Beware the COVID-19 Debt Hangover

Biden's proposed stimulus spending might give a modest boost, but in the long run it'll slow the economy.


After the rush, brace yourself for the hangover. That's the warning from experts with the University of Pennsylvania's Wharton Business School, who caution that plans for massive "stimulus" spending by the Biden administration will administer only a brief boost to the country followed by a nasty and prolonged comedown.

The White House objects to the forecast, but it squares with earlier predictions from the Congressional Budget Office that accumulated debt, worsened by heavy pandemic-related spending, will hobble the economy for years to come.

President Joe Biden's proposed $1.9 trillion relief package would increase economic growth by 0.6 percent in 2021, according to analyses by the Penn Wharton Budget Model (PWBM). After that, though, it would start to slow the economy, decreasing GDP by 0.2 percent in 2022 and by 0.3 percent as late as 2040, showing lingering negative effects after the initial spending.

The big problem for the longer-term outlook is "the large amount of additional money that we're adding to our already very large debt," according to Efraim Berkovich, PWBM's director of computational analysis. "The existence of the debt saps the rest of the economy. When the government is running budget deficits, the money that could have gone to productive investment is redirected."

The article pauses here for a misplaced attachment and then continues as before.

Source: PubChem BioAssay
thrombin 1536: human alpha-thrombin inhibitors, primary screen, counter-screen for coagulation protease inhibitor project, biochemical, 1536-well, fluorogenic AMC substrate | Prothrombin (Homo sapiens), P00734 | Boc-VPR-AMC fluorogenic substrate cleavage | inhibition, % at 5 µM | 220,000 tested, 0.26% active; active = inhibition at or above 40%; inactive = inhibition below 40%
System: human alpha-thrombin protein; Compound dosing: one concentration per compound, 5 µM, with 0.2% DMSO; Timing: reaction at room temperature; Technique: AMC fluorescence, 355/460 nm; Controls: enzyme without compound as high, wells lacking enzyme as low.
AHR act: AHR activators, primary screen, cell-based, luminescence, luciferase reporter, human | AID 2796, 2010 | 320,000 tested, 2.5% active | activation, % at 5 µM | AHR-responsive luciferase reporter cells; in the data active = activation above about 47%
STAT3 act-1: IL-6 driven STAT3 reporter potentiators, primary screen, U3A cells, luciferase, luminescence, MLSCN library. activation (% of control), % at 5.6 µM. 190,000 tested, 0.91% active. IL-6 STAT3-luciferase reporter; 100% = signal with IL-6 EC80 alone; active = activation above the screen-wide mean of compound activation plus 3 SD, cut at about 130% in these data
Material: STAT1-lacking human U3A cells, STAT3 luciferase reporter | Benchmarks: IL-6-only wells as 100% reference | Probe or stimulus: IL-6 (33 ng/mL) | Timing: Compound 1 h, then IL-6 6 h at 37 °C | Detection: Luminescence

U.S. government debt is already sky-high, having increased by $7 trillion dollars in the last four years alone to reach 100 percent of GDP at the end of 2020. That burden threatens to act as a dead weight on economic growth.

Unsurprisingly, the Biden White House takes exception to Wharton's gloomy forecast. Press Secretary Jen Psaki insists the prediction is "way out of step with the majority of studies on this plan." In particular, she complains "the analysis concludes that our economy is near capacity, which would be news to the millions of Americans who are out of work or facing reduced hours and reduced paychecks."

In response, the Wharton analysts point to ongoing recovery in many sectors. They also point out that continuing lockdowns prevent some production and employment that would otherwise occur.

"[R]ecovery in the affected sectors is limited by pandemic-related shutdowns and individual behavior," they wrote. "There is no mechanism by which additional household spending will stimulate those sectors until pandemic-related restrictions ease."

Unemployment claims unexpectedly increased last week to 861,000. The official unemployment rate of 6.3 percent remains above its pre-pandemic/pre-lockdown rate of 3.5 percent (just one year ago!). But that's a steep drop from the April peak of 14.8 percent.

Industrial production, too, at 75.6 percent of capacity in January, remains about 4 percent lower than it was a year ago. But it's higher than it was just a few years ago and steadily rising. "At 107.2 percent of its 2012 average, total industrial production in January was 1.8 percent lower than its year-earlier level," according to a February 17 Federal Reserve update. So, while the economy isn't entirely back, it's moving in the right direction—a process that could be interrupted by massive government spending.